• Critical analysis & Problem Solving - Able to deconstruct and analyse problems or complex situations. To find solutions to problems through analyses and exploration of all possibilities using appropriate methods, rescources and creativity.
  • Safety-Consciousness - Having an awareness of your immediate environment, and confidence in adhering to health and safety regulations
  • Presentation - Able to clearly present information and explanations to an audience. Through the written or oral mode of communication accurately and concisely.
  • Teamwork - Able to constructively cooperate with others on a common task, and/or be part of a day-to-day working team
  • Mentoring - Able to support, help, guide, inspire and/or coach others
  • Caring - Showing concern for others; caring for children, people with disabilities and/or the elderly
  • Management - Able to utilise, coordinate and control resources (human, physical and/or financial)
  • Argument - Able to put forward, debate and justify an opinion or a course of action, with an individual or in a wider group setting
  • Self-awareness & Reflectivity - Having an awareness of your own strengths, weaknesses, aims and objectives. Able to regularly review, evaluate and reflect upon the performance of yourself and others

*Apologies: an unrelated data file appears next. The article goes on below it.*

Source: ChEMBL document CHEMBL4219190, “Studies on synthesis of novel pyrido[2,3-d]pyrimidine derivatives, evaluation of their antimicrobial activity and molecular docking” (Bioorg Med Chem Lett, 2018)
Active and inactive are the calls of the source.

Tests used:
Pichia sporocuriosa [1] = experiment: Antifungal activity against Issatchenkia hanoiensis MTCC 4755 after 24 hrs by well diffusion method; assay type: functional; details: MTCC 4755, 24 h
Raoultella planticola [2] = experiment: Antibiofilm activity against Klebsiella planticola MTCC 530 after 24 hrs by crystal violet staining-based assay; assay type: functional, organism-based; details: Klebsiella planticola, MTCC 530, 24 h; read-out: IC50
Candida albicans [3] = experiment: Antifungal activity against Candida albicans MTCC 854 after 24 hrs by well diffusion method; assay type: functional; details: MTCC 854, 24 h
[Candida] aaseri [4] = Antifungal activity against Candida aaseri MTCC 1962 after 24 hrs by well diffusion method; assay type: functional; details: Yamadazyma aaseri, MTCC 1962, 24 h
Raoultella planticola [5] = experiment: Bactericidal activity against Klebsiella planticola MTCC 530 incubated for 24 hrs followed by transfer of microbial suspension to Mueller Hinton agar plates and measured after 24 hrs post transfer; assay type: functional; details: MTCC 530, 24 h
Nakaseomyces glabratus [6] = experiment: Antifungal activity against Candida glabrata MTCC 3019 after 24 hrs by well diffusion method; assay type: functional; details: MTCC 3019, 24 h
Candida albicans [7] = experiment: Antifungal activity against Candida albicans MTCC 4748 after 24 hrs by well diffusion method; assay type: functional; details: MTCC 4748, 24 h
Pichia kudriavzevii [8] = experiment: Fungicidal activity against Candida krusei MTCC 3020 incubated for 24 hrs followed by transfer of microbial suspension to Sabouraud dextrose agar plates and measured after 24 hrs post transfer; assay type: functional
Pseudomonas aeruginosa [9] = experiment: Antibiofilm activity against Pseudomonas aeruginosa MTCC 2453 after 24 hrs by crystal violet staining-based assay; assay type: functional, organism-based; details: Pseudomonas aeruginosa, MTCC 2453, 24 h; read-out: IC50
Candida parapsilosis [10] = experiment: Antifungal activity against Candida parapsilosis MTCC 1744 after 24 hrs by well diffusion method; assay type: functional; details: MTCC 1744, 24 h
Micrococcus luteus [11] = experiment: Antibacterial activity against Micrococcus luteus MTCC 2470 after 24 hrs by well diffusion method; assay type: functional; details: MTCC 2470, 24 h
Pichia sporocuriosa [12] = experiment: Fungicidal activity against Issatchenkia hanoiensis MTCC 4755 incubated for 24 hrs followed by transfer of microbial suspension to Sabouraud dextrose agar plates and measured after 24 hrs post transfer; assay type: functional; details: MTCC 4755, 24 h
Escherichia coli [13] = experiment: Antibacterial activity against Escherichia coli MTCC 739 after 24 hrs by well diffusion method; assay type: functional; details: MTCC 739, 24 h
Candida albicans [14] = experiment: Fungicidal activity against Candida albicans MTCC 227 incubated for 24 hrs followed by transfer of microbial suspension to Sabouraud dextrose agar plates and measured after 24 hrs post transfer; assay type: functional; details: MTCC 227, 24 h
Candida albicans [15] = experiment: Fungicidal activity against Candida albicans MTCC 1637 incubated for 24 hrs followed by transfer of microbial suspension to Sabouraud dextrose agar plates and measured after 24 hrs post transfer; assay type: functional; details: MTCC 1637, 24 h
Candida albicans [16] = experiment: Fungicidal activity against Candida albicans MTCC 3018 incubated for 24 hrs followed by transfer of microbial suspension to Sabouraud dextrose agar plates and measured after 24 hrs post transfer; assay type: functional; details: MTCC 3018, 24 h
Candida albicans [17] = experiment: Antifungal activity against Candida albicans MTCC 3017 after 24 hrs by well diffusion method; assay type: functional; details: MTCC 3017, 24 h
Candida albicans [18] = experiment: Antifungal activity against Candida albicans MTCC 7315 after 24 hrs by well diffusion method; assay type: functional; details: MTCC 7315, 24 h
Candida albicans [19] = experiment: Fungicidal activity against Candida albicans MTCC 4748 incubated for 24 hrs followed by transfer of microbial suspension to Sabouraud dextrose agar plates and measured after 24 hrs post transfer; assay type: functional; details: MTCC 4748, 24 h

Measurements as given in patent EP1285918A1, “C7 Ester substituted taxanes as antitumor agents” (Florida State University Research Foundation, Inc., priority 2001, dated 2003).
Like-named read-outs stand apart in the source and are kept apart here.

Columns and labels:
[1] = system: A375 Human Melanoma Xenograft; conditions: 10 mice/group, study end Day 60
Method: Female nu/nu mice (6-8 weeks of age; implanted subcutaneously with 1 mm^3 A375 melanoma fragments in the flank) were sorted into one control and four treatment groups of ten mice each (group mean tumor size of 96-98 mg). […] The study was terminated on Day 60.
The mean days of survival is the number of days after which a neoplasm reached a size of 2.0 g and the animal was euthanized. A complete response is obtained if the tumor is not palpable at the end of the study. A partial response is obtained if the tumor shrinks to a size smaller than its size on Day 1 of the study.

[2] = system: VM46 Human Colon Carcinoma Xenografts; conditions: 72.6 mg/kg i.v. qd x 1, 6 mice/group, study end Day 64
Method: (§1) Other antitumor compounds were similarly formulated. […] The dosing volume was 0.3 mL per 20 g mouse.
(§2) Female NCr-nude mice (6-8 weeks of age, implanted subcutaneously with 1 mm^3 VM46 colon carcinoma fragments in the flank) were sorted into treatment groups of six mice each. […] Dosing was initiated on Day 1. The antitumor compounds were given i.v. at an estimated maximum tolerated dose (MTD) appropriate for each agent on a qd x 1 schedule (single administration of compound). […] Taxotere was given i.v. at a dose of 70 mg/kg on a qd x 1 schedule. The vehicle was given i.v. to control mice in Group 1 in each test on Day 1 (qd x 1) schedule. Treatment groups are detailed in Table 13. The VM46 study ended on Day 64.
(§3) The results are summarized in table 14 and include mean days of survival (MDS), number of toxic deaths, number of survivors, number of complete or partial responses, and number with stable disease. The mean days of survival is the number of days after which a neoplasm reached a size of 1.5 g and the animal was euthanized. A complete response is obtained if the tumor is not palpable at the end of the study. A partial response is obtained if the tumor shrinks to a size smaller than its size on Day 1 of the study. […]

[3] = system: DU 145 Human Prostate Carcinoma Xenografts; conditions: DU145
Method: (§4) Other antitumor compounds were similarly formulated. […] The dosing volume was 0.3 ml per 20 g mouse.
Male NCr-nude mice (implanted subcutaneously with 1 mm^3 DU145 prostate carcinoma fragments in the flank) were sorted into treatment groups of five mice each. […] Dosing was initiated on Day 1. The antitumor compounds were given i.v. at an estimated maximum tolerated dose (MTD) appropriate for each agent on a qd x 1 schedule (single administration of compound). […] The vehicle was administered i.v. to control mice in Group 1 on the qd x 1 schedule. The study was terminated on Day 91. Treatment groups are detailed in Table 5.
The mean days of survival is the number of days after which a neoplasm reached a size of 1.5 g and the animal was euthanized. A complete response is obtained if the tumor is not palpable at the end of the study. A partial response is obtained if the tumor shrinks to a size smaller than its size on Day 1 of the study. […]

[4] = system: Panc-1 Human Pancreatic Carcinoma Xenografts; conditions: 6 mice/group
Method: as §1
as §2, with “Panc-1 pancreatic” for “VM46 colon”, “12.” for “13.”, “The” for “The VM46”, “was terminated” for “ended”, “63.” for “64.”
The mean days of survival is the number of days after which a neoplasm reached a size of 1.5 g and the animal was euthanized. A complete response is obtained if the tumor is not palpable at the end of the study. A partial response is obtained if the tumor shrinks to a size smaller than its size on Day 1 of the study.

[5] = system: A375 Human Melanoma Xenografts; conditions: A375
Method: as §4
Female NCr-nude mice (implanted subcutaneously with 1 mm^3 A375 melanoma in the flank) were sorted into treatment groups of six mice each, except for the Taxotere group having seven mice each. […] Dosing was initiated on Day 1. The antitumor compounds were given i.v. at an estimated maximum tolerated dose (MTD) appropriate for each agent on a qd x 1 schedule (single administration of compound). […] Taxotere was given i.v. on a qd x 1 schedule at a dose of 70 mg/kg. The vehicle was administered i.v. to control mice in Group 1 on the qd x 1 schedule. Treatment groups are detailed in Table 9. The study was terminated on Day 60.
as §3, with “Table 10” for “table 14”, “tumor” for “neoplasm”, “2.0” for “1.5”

• Leadership - Able to lead and manage, develop action plans and objectives, offer guidance and direction to others, and cope with the related pressures such authority can result in

Subject specific skills

  • That they have effective oral and written communication skills in their college work and with pupils and professional colleagues in schools;
  • That they can present and explain effectively to peer groups including school pupils;
  • That they can use ITC effectively to support teaching and learning and their wider professional role.
  • That they have effective numeracy skills in order to fulfil their professional role.
  • That they have information and a sound understanding of the Primary Curriculum;
  • That they know and understand the aims and guidelines of the National Curriculum (Key Stage 2) and The Foundation Phase Framework;
  • That they understand their responsibilities under SEN Code of Practice for Wales and know how to seek advice from experts on less common forms of special educational needs.
  • That they set demanding teaching and learning objectives relevant to all learners in their classes and use those teaching and learning objectives for lesson planning, and lesson follow-ups with appropriate differentiation for learners;